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Judge Campbell Proposes Divorce Reform

Judge Campbell Proposes Divorce Reform image Judge Campbell Proposes Divorce Reform image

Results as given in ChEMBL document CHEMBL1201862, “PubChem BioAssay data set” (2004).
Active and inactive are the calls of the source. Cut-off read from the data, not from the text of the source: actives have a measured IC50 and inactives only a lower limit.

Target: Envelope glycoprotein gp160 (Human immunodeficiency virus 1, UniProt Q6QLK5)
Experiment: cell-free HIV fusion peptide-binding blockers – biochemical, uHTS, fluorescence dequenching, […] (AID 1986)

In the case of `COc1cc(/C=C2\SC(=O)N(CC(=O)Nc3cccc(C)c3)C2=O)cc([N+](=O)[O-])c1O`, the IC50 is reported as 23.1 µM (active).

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lastw1 a Circuit Court Judge Ross i W. Campbell has drawn up a new and "more humane" divorce reform proposal for I the State of Michigan which I may soon be introduced in I the State Legislature by I Washtenaw County lawmakI ers. Judge Campbell's proposal, I modeled after a law recently I adopted in California, would I entirely elimínate the concept ■ of "fault" in divorce actions, I and - says Campbell - point ■ the way to "a more humane, Bmore realistic, and less stigBmatic system for Michigan." The judge's proposal would ■ elimínate the eight present ■ grounds for divorce under I Michigan law, which are: (1) Badultery; (2) physical incom■ petence; (3) prison sentence lof three or more years; (4) Bdesertion; (5) habitual drunkl.enness; (6) divorce in anoth■ er state; (7) exterme cruelty, ■ physical or mental and (8) ■ non-support. Under the new proposal, a I court would be able to decree ■ dissolution of marriage on ■ either of two grounds: (1) I "irreconc i 1 a b 1 e differences ■ which have caused the I irremediable breakdown of I the marriage" and (2) "inI curable insanity." "My proposal," says Judge I Campbell, ''would make I divorce more difficult to get I if there are children, and less I difficult to get if there are no I children." Judge Campbell's proposal I would also b r i n g the child I into the case as a third party. I "The child has a . great perI sonal interest in the marital I status of his parents," says I Campbell, "and it's about I time the law recognized it. I Let's look at the side of the I victims of divorce - the chilI dren - before we grant I divorce." Judge Campbell believes I that the "time is ripe" for I reform. "We're at the critical I point. This is an idea whose I time has come." Judges and lawyers I throughout the nation are I rethinking the entire question I of divorce. Recently, U.S. Supreme I Court Justice Warren E. I Burger declared that "there is a broad and serious question . . . whether such things ' as divorce, child custody, adoptions, receiverships, and various other matters of that kind belong in the courts at Bishop, "is that great efficiency would result if one of the Circuit Court judges would be designated to handle all domestic relations cases." Bishop also likes the idea of setting up some kind of prelawyer, reconciliation agency which would aim at reconciling the parties before they reach the divorce stage. Historically, explains Bishop, marriage has been regarded as a contract between two parties, a contract that can be broken as a result of fault on the part of either of the parties. "But the lawyers have been arriving at the conclusión that the question of fault is unimportant. What is important is incompatibility. In my experience, in almost all cases, both of the parties are guilty. Nonetheless, we're still going through the formality of finding fault in court." Bishop has an extensive practice, but divorce cases are only a small part of it. He readily admits he does not seek divorce cases "because of the difficulty of getting parties on both sides to behave rationally." Divorce cases, he notes, are "the most difficult for me to handle. They involve a lot of emotion - bitterness, vengance - and there's a tendency to transfer bitterness towards the spouse to the lawyer." Bishop is aware of arguments that the family should be preserved at all costs and that couples ought to stay together for the sake of the children. But he believes that "the poison generated by two bitter people forced to live together is invariably passed on to the children," and that situation may be more harmful to everyone concerned and to society in the long run. Bishop doesn't believe that the adversary system tends to break up marriages. "When people come to an attorney," he says, "that marriage is already on the rocks. After that stage, few couples get together again." Nor does Bishop wish the adversary system eliminated f rom divorce proceedings. "There comes a time," he says, "when laywers are needed to help decide questions of property settlement, custody, etc. The best system that has been devised for this is the adversary system." Bishop also declares, quite emphatically: "There isn't a By and large, says Bishop, "I've found the county courts to be extremely fair in these matters. W h e n y o u get through, neither party is satisfied." Judge Campbell also believes the adversary system ought to be retained even under his reform proposals. "There's still the matter of property settlements in which lawyers can be of great assistance," says Campbell. "I would certainly want lawyers representing both parties." However, Campbell believes that "we're tending towards more active intervention by the judge to control proceedings." Judge Campbell feels that his proposal will "avoid the I necessity of finding unilateral fault, and elimínate guilt." Regarding the question of I custody, Campbell believes i that his proposal "avoids I some of the difficulties of the I present law. The best 1 ests of the child would govern I who gets custody." Under the present system, I says Campbell, "the child has I no voice in the proceedings, I even though he's hurt thel most. The child should have I as much say as his parents. I The child should be able to I ask that the family remain I unified, unless the división ofl the family is shown to be in I the child's best interests." Under Judge Campbell's I plan, the court would appointl a lawyer for the child, and thus three parties would be represented in court. "ín some cases," says "it may be better for an unhappy marriage to continue, for the benefit of the child, at least until he reaches the age when the family's separation will not d a m a g e his growth and development." Adds J u d g e Campbell: "The old doctors used to say: 'Do no harm.' When we intervene in the lives of people - especially children - if we're going to do surgery, we must do it as skillfully as a surgeon. We shouldn't fumble around." Judge Campbell, like other judges and lawyers, is bed by the breakdow family life in AmericaH attributes this to the "diM gration of the old culB bonds," bonds that wer tered by the church anfl schools. "It goes very dfl he says. He is especially distriB at the large number of fl people who get divorced I er contracting a marM they are unable to I with," and he wonders m er there was a c e r tfl amount of wisdom in thl ways, when a man l marry until he was (I was more settied ml career, had s a v e d t r money, was mature, I knew exactly what he w in a mate I Not long ago, Judge StewI art A . Newblatt of the I Seventh Michigan Judicial I District, which includes Flint, I resigned his judgeship, I declaring that the state's I divorce laws are "unjust, lucicrous, cruel and barbarI ie." Said Judge Newblatt, a I gradúate of the U-M Law I School: "I can no longer apI ply an archaic and cruel I divorce law that prevenís a I court from properly performI ing in the best interests of the I parties, the children and the I public." The judge also complained 1 that "we leave kids with the I mother when they ought not I to be, because we have gloriI fied the mother." Judge Newblatt, now in priI vate practice, told The News I that he favored setting up a ■ family court and taking the I f a u 1 1 and the adversary I system out of divorce I proceedings. The Michigan Law Revisión ■ Commission - of which U-M ■ Law Prof. Stanley Siegel is a ■ member - has just come out ■ with a recommendation that ■ Michigan adopt an Iowa I measure eilminating the ■ requirement of showing fault, '.■ and permitting divorce where I "there has been a breakdown I of the marriage relationship I ... and there remains no rea■ sonable likelihood that the I marriage can be preserved." The commission declared "I that the present law "creates I much hardship, unfairness I and incongruity. A recital of I t h e defendant's allegedly I cruel acts results in I increased hostility between I the spouses, making reconcilI iation improbable." The proI posed change, the commisI sion said, would "merely proI vide for a more just and less I traumatic procedure for I legally terminating marI riages which in fact are I already dead." Ann Arbor attorney L. Ray I Bishop, a former president of [ the Washtenaw County Bar I Association, agrees that the " j "fault doctrine" ought to be I eliminated. Says Bishop: "We I ought to allow divorce simply I on grounds of incompatibility I upon the request of either one I or the parties. It seems I unrealistic to me to force two I people to live involuntarily I together." Bishop also proposes that a I family court be set up in the I County presided over by one I Circuit Court judge charged I with hearing all divorce and I domestic relations cases. I Presently, domestic relations I cases are heard in Circuit I Court by all three judges. ''My own belief," says ty. Does the system discrimínate against fathers? "The courts say that it's the man's responsibility to pay for the support of the children. Legally, this is unfair. I personally believe it should be the responsibility of both parents." Regarding the question of child custody, Bishop points out that the trend in the county's courts is to decide in the best interests of the child, t h o u g h traditionally, the mother is given the child unless she is shown to be unfit. As for property settlements, Bishop notes that "in this county, if the couple is married for a reasonable period of time, the trend is to i divide the property down the middle." Alimony, notes Bishop, is not a matter of rights in Michigan. "The courts make the determination on the basis of ' the needs of the woman and on the basis of whether she can work." Bishop does feel strongly m that "the legal system should I not be used to pander to II either party's desire for 1 revenseH